The only variable that significantly increased the risk of breast cancer recurrence with lipofilling was receipt of hormonal therapy. Although the cases were more likely to receive hormonal therapy, the cases and controls had similar hormonal receptor status. Eight of 805 patients with hormonal therapy had locoregional recurrence. Among them, the locoregional recurrence rate in the cases was approximately three times that of the controls. A hypothetical potential role of hormonal therapy in enhancing a tumorigenic microenvironment or impacting crosstalk between adipose-derived mesenchymal stem cells and breast cancer cells is unknown based on current scientific knowledge. Although lipoaspirate is a known reservoir for adipose-derived mesenchymal stem cells, adipose-derived mesenchymal stem cells are not tumorigenic per se, as they are not able to induce neoplastic transformation of normal mammary cells. However, it is not known whether adipose-derived mesenchymal stem cells can exacerbate tumorigenic behavior in breast cancer cells, theoretically creating an inflammatory microenvironment that sustains tumor growth and angiogenesis.[10] Interestingly, we also found that neither the total volume of fat injected nor the number of fat grafting sessions performed impacted locoregional recurrence. However, we found that larger grafts were required for the breasts with cancer than for the healthy breasts.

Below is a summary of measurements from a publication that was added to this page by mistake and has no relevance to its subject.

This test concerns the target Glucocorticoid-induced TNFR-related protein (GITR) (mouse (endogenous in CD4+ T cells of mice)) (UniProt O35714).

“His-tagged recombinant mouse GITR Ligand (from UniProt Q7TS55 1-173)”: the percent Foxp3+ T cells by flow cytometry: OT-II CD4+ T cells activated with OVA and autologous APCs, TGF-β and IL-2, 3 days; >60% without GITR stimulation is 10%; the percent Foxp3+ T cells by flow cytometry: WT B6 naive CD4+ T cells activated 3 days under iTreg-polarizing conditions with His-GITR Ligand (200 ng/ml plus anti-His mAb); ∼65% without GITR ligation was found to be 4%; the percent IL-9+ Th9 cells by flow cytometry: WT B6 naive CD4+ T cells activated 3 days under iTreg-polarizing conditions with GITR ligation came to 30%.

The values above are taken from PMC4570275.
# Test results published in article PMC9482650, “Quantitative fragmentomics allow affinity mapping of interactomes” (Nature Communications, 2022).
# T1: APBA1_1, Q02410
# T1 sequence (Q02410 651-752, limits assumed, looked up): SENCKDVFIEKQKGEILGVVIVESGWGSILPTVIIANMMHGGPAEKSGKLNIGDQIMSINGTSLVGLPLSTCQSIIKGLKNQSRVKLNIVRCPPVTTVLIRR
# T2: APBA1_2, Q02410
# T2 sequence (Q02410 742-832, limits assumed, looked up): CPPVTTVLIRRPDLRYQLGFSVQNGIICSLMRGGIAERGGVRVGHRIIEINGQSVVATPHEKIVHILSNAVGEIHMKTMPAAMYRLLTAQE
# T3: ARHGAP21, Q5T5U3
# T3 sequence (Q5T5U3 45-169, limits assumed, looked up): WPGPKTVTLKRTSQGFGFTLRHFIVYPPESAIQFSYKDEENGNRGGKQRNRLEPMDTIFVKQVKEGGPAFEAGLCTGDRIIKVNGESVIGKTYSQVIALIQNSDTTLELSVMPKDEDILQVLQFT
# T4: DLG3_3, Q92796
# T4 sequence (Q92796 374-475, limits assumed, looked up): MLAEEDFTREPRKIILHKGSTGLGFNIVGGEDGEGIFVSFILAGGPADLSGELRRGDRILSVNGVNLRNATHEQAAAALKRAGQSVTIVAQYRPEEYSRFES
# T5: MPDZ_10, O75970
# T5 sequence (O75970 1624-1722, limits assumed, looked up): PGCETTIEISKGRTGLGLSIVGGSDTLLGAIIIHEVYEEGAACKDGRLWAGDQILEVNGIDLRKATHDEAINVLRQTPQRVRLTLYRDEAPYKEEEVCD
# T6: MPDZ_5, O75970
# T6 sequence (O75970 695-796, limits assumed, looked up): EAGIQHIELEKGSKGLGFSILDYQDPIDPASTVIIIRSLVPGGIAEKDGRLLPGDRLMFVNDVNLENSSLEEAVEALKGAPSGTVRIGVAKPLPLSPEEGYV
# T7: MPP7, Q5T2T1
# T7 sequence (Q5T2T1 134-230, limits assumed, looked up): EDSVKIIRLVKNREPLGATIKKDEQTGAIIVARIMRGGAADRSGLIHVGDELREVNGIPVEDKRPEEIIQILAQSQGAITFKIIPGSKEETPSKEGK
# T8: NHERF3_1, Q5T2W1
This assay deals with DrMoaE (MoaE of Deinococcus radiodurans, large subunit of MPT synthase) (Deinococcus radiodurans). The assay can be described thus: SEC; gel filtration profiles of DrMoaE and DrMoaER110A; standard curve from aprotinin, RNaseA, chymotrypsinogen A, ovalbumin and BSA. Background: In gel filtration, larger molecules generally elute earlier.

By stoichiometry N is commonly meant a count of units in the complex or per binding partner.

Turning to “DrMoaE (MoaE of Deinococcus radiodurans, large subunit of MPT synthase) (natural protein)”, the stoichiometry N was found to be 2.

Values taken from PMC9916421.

In assessment of our study, the degree to which the cases and controls were similar is an important consideration. Although there were some differences between cases and controls, including longer follow-up time, slightly older age, more stage 0 and I breast cancers, and more receipt of hormonal therapy among the cases, the cases and controls had similar hormonal receptor status, and the clinicopathologic differences tended to even the groups with respect to expected risk of locoregional recurrence. For instance, the higher stages of disease (higher risk of recurrence) and more chemotherapy (more aggressive therapy) administered in the control group were balanced against the longer follow-up time (higher risk of detecting recurrence) and more hormonal therapy (less aggressive therapy) in the case group.